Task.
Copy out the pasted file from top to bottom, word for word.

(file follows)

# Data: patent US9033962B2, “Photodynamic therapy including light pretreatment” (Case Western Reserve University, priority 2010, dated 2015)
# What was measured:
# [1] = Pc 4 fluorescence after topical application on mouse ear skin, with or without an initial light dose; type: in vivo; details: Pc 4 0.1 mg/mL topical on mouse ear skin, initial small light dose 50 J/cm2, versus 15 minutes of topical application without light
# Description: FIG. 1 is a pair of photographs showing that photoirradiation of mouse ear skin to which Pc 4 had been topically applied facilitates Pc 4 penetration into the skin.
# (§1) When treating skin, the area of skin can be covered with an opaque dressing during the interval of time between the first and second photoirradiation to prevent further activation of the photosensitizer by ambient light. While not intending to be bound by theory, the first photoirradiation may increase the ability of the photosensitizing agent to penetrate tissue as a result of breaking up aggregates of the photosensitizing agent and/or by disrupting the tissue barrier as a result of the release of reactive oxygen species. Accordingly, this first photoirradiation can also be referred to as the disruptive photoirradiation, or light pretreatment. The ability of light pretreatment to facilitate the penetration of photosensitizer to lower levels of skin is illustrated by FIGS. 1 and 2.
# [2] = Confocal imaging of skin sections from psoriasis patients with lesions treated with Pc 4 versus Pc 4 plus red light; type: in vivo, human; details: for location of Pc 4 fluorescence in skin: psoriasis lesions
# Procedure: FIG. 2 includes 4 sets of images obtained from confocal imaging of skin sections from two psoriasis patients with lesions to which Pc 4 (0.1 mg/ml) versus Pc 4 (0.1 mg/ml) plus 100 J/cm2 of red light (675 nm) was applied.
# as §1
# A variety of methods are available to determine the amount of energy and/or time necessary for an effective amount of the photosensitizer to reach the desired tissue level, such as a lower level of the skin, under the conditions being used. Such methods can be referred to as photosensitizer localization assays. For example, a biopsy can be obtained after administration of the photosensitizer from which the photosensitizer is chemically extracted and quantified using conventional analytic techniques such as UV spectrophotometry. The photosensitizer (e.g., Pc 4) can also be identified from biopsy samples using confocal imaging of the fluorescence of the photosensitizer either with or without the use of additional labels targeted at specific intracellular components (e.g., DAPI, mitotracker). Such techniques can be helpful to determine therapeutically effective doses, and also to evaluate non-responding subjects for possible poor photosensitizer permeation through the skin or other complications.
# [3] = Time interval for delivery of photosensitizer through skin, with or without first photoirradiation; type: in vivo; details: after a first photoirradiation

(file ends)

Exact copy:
# Data: patent US9033962B2, “Photodynamic therapy including light pretreatment” (Case Western Reserve University, priority 2010, dated 2015)
# What was measured:
# [1] = Pc 4 fluorescence after topical application on mouse ear skin, with or without an initial light dose; type: in vivo; details: Pc 4 0.1 mg/mL topical on mouse ear skin, initial small light dose 50 J/cm2, versus 15 minutes of topical application without light
# Description: FIG. 1 is a pair of photographs showing that photoirradiation of mouse ear skin to which Pc 4 had been topically applied facilitates Pc 4 penetration into the skin.
# (§1) When treating skin, the area of skin can be covered with an opaque dressing during the interval of time between the first and second photoirradiation to prevent further activation of the photosensitizer by ambient light. While not intending to be bound by theory, the first photoirradiation may increase the ability of the photosensitizing agent to penetrate tissue as a result of breaking up aggregates of the photosensitizing agent and/or by disrupting the tissue barrier as a result of the release of reactive oxygen species. Accordingly, this first photoirradiation can also be referred to as the disruptive photoirradiation, or light pretreatment. The ability of light pretreatment to facilitate the penetration of photosensitizer to lower levels of skin is illustrated by FIGS. 1 and 2.
# [2] = Confocal imaging of skin sections from psoriasis patients with lesions treated with Pc 4 versus Pc 4 plus red light; type: in vivo, human; details: for location of Pc 4 fluorescence in skin: psoriasis lesions
# Procedure: FIG. 2 includes 4 sets of images obtained from confocal imaging of skin sections from two psoriasis patients with lesions to which Pc 4 (0.1 mg/ml) versus Pc 4 (0.1 mg/ml) plus 100 J/cm2 of red light (675 nm) was applied.
# as §1
# A variety of methods are available to determine the amount of energy and/or time necessary for an effective amount of the photosensitizer to reach the desired tissue level, such as a lower level of the skin, under the conditions being used. Such methods can be referred to as photosensitizer localization assays. For example, a biopsy can be obtained after administration of the photosensitizer from which the photosensitizer is chemically extracted and quantified using conventional analytic techniques such as UV spectrophotometry. The photosensitizer (e.g., Pc 4) can also be identified from biopsy samples using confocal imaging of the fluorescence of the photosensitizer either with or without the use of additional labels targeted at specific intracellular components (e.g., DAPI, mitotracker). Such techniques can be helpful to determine therapeutically effective doses, and also to evaluate non-responding subjects for possible poor photosensitizer permeation through the skin or other complications.
# [3] = Time interval for delivery of photosensitizer through skin, with or without first photoirradiation; type: in vivo; details: after a first photoirradiation